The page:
Travelling with dogs: 7 myths busted

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When it comes to travelling with dogs there are no problems, only solutions!

WORDS Emma Ryan

Myth 1: I won’t be able to find pet-friendly accommodation


Not true! With the popularity of holidaying with dogs on the rise, more and more accommodation providers are opening their doors to the four-legged brigade. This is especially true of caravan parks, a great number of which will take dogs, and some even providing designated off leash play areas for them.

Myth 2: I am not camping or staying in a caravan, so pet-friendly holiday parks won’t help me


While there are some pet-friendly holiday parks that do not accept dogs in cabins nor crated outside or sleeping in cars, a great number of parks will have at least one (but often more) designated dog-friendly cabins. Some will allow pets in any cabin with the addition of a small extra cleaning fee. You might need to shop around, but chances are you’ll find one.

Myth 3: I want to do daytime activities where I can’t have my dog therefore I can’t holiday with my dog

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Finding suitable accommodation can be just half of the problem; what about when we want to go horse riding or on a swanky wine tour? The great news is that many dog-boarding kennels offer affordable doggy daycare service. Simply drop Rover off in the morning and have yourself a fabulous day knowing he is safe and sound in professional care. Be sure to pack his vaccination certificate, as you’ll need to prove he’s fully vaccinated.

Myth 4: We want to spend a few nights of our trip in a National Park where dogs are prohibited, so we can’t take our dog on holiday

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Your plans to roll out a swag in one of our pristine National Parks for a night or two needn’t ruin your plan to holiday with your fur baby. There are plenty of dog boarding kennels dotted all over the country, even in unlikely small towns. There’s no reason why you can’t check Rover in for a night or two while you get in touch with nature. Again, be sure to pack his vaccination certificate, as you’ll need to prove he’s fully vaccinated.

Myth 5: My dog would hate being in a boarding kennel for even a night, so I can’t holiday with him

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If you think your dog would be too nervous to spend the night in a boarding kennel (granted, dogs are generally happier in this environment in pairs – depending on the dog) you could consider a private pet-sitter. There are numerous websites linking dog owners with pet-sitters and these usually offer insurance and a review system so you can see what other dog owners have said about the sitter. Always visit the pet-sitter’s home first and ensure you are happy with leaving your pup in that environment.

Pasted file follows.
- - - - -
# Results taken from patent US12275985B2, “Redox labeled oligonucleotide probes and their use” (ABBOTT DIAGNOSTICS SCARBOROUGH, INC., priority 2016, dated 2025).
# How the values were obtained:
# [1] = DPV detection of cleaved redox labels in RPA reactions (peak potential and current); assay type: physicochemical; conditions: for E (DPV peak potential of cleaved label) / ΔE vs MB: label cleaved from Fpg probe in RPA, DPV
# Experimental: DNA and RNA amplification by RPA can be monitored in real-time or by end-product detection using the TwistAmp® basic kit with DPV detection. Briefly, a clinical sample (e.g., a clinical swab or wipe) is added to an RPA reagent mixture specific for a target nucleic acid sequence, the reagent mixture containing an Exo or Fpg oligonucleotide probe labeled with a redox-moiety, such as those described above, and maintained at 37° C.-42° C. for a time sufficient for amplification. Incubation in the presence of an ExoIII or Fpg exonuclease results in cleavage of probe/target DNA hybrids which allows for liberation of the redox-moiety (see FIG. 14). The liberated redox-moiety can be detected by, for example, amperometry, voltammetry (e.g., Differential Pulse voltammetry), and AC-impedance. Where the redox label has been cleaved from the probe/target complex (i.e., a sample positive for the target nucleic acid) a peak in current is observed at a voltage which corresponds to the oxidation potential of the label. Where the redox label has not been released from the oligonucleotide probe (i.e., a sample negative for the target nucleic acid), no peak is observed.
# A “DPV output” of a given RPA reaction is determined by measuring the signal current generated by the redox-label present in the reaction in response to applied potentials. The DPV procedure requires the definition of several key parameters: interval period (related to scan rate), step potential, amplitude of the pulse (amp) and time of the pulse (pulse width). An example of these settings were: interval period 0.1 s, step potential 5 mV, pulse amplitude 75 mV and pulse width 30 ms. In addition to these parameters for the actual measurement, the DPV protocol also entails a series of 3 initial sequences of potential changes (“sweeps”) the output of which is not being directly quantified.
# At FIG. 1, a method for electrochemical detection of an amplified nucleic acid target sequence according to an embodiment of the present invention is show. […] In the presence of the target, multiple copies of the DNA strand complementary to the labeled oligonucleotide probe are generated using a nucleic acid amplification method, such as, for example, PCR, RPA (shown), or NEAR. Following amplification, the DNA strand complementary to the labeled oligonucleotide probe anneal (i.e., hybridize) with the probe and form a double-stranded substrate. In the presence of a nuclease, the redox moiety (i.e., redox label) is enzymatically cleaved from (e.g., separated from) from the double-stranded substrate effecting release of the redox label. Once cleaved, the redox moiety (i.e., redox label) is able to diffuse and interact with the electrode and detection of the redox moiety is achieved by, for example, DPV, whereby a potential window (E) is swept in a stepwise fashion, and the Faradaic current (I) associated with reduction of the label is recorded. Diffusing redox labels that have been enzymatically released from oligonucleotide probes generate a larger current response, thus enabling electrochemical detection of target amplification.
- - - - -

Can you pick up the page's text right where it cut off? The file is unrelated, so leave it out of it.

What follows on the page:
Myth 6: My dog is so annoying in the car, we could never take him on holiday

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If your dog is too exuberant in the car bouncing onto the driver’s knee, stealing the kids’ snacks and threatening to jump out window and doors at every given opportunity, you just need to consider an appropriate way to restrain him in the vehicle. From doggy car seats to enclosed crates, there are heaps of options to travel safely and harmoniously with your pooch. You’ll find the more time he spends feeling calm and happy in the car, the better behaved he’ll become in that environment in the long term.

Myth 7: It’ll be far too much hassle to take my dog on holiday

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While it’s true that travelling with your dog will not be as simple as travelling without him, with proper planning and research the trip can be smooth and stress free. If you take on board all of the above points and do your homework in advance, you’ll have a wonderful time enjoying the company of your fur baby on the wide, open road.